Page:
Waller County Sheriff's Race: Grenades & Gun-Toting Campaign Managers
There's a pretty interesting election going on for boss of the sheriff's department in Waller County, a mostly rural area on the western border of Harris County. The elected candidate will be the first new sheriff in two decades, because long-time sheriff Randy Smith is retiring. The candidates are:
- Jeron Barnett, a former Harris County deputy who works for the Katy Police Department. He was named the department's 2008 Crime Prevention Officer of the Year. If elected, Barnett will be the first black sheriff in Waller County.
- R. Glen Smith, a former police chief in Hempstead, fired earlier this year after a series of unfortunate events, including an always-dangerous grenade prank that resulted in an officer's foot being blown off. Two months after the firing, he was hired by the Waller County Sheriff's Department and secured the Republican nomination for sheriff.
Maybe race isn't an issue these days, but considering a white cemetery/black cemetery debate in Waller County this summer, maybe it is. Barnett's father thinks so.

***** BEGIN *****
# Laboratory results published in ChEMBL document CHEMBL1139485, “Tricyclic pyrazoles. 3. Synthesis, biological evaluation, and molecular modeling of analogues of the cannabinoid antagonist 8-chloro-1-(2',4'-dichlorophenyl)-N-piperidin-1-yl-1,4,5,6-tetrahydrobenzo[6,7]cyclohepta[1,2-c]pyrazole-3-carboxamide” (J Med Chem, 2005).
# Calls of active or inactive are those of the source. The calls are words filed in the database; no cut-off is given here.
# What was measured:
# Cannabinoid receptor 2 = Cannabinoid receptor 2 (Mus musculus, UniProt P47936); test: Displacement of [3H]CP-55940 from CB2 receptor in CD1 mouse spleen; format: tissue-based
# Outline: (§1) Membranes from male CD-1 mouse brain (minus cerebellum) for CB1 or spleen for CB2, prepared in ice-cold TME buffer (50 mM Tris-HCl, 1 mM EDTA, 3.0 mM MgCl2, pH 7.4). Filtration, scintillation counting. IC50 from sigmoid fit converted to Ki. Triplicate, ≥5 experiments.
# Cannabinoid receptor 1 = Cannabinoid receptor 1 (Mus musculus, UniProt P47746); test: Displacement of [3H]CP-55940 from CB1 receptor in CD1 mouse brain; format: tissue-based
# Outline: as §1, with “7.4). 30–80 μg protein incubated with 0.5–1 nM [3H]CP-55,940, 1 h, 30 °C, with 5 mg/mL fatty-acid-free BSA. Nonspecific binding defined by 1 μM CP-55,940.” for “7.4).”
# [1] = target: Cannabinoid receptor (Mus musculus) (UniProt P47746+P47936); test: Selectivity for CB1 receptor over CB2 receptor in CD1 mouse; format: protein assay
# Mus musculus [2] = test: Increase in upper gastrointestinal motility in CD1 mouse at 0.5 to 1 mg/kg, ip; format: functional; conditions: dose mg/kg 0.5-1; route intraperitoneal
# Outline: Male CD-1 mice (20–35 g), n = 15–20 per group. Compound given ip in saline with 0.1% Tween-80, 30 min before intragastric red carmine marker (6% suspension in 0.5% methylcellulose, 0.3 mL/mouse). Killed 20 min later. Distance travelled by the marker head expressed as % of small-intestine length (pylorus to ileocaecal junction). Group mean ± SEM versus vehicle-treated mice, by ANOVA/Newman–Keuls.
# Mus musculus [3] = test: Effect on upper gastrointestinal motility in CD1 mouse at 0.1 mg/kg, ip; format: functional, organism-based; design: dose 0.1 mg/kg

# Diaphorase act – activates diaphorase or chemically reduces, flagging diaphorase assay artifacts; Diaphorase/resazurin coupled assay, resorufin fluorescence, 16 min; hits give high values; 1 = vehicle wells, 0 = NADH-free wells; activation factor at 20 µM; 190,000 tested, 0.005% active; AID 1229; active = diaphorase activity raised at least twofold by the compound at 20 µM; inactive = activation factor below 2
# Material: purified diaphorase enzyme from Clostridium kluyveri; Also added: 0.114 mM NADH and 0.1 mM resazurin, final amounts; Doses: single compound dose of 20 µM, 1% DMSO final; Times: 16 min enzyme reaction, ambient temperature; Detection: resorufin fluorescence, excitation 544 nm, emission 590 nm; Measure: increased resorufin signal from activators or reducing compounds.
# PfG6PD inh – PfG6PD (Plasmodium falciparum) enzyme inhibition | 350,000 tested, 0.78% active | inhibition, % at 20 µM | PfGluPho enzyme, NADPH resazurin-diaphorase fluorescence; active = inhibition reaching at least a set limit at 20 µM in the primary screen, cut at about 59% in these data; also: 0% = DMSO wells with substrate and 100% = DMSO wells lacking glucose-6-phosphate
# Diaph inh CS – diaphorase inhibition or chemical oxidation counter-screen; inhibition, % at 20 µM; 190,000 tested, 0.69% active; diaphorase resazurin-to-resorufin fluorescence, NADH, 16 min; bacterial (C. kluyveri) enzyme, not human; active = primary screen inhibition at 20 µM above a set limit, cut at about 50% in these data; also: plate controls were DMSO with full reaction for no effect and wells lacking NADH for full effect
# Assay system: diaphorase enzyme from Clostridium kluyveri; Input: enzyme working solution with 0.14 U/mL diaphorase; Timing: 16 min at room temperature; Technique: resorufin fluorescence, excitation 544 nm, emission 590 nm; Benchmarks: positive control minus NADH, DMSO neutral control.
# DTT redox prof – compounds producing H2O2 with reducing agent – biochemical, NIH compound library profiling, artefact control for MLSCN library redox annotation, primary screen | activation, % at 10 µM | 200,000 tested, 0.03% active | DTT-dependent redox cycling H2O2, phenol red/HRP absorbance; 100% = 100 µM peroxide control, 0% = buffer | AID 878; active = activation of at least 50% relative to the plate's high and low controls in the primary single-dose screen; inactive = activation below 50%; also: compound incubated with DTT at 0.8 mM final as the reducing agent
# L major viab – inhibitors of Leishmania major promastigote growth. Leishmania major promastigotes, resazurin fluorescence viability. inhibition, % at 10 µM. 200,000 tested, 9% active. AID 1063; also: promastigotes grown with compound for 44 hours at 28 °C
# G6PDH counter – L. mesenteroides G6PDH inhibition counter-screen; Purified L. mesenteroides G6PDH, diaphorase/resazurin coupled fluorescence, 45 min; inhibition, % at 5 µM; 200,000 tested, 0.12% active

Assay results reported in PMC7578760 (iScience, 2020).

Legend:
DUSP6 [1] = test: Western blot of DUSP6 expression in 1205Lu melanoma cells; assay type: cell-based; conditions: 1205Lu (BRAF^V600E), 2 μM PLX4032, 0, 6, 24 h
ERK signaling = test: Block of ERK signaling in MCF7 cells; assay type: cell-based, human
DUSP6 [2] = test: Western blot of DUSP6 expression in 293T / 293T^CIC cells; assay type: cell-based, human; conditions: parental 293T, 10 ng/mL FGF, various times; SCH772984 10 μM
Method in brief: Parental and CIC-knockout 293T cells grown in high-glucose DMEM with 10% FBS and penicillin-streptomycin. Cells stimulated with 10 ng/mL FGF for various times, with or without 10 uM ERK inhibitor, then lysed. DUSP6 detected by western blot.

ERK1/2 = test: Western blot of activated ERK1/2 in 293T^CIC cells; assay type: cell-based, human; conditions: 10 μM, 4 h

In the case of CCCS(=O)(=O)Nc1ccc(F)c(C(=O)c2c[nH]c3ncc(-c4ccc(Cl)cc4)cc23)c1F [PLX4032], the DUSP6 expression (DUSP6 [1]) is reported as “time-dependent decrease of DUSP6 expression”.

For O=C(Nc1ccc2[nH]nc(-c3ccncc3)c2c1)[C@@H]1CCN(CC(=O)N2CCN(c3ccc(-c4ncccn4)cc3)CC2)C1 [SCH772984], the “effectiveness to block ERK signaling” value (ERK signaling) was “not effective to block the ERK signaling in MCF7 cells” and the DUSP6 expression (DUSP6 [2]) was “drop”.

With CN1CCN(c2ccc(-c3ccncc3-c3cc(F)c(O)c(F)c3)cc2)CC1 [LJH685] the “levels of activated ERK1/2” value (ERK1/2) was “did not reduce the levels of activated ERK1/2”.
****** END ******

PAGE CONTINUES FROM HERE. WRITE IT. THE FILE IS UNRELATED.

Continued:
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"I believe there will be some voter irregularities in this campaign," Donald Barnett, who is also serving as his son's campaign manager, tells Hair Balls. "This is the worst county that I have ever been to in my life, from Alabama to Wyoming."
According to Donald, voter turn out for Jeron has been good so far, helped by the student population from Prairie View A&M, which recently resolved a voter rights lawsuit with Waller County. There have been a few vandalized Barnett campaign signs, but other than that, no real problems.
"[Racism] has not been an issue in my presence, because I carry a 44-40 [pistol] or a double-barrel shotgun," Donald says. "I'm not going to let anybody bother me."
Smith believes that his firing in Hempstead was not warranted, and he says the mayor had suggested that no action be taken by the city council. Race is a non-issue, Smith says, in the sheriff's campaign.
"Most people are decent, conscientious people that are going to vote they think is the best person to be sheriff," he says. "Both of us are in it to make a difference in the county."
-- Paul Knight
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